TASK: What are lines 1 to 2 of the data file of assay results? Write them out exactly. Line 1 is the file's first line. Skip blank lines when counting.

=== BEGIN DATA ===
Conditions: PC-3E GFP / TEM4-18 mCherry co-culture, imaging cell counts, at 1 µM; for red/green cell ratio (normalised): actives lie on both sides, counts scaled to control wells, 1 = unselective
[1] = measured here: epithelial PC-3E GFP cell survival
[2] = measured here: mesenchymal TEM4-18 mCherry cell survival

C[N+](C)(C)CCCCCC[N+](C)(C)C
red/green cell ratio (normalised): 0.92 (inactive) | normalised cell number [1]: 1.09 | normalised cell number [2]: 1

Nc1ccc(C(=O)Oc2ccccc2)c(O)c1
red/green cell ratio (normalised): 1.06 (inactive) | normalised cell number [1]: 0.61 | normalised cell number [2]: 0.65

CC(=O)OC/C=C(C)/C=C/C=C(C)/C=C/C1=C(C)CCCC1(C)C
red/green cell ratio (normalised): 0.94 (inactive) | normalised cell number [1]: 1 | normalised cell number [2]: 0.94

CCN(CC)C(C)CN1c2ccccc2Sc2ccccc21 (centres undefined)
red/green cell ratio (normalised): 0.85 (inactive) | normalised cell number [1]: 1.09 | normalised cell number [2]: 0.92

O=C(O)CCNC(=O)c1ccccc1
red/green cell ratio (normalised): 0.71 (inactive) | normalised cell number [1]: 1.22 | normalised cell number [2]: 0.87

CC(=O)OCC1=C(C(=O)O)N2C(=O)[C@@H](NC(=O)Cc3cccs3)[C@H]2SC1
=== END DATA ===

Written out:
Conditions: PC-3E GFP / TEM4-18 mCherry co-culture, imaging cell counts, at 1 µM; for red/green cell ratio (normalised): actives lie on both sides, counts scaled to control wells, 1 = unselective
[1] = measured here: epithelial PC-3E GFP cell survival